Hypericum perforatum (St John's wort) is a reservoir of diverse classes of biologically active and high value secondary metabolites, which captured the interest of both researchers and the pharmaceutical industry alike. Several studies and clinical trials have shown that H. perforatum extracts possess an astounding array of pharmacological properties. These properties include antidepressant, anti-inflammatory, antiviral, anti-cancer, and antibacterial activities; and are largely attributed to the naphtodianthrones and xanthones found in the genus. Hence, improving their production via genetic manipulation is an important strategy. In spite of the presence of contemporary genome editing tools, genetic improvement of this genus remains challenging without robust transformation methods in place. In the recent past, we found that H. perforatum remains recalcitrant to Agrobacterium tumefaciens mediated transformation partly due to the induction of plant defense responses coming into play. However, H. perforatum transformation is possible via a non-biological method, biolistic bombardment. Some research groups have observed the induction of hairy roots in H. perforatum after Agrobacterium rhizogenes co-cultivation. In this review, we aim at updating the available methods for regeneration and transformation of H. perforatum. In addition, we also propose a brief perspective on certain novel strategies to improve transformation efficiency in order to meet the demands of the pharmaceutical industry via metabolic engineering.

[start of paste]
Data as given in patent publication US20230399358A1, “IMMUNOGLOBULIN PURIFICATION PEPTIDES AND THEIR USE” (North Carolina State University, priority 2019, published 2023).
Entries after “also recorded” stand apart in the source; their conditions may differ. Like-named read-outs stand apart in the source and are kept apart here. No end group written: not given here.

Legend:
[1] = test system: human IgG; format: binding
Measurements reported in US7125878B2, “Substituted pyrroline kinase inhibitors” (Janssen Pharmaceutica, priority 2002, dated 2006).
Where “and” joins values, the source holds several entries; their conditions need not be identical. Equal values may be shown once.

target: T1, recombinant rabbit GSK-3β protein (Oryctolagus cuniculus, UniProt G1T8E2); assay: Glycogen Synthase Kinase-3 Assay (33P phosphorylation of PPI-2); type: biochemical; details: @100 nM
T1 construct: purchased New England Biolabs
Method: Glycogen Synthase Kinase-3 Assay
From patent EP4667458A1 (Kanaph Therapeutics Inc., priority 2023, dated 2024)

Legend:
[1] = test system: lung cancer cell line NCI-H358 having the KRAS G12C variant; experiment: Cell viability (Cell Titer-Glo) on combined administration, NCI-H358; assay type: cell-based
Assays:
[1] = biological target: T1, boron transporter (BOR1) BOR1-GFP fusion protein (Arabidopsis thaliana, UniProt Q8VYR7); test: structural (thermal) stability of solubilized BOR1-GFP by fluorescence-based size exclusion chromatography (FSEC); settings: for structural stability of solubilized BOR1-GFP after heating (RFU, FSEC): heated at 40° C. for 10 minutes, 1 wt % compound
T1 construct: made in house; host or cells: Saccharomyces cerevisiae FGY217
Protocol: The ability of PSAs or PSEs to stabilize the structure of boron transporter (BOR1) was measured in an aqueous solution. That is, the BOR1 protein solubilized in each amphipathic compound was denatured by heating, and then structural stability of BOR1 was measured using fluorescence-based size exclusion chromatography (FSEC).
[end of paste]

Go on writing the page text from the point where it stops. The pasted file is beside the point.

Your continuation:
Keywords: A. rhizogenes; Agrobacterium tumefaciens; Hypericum perforatum; biolistic bombardment; hairy root culture; metabolic engineering; regeneration.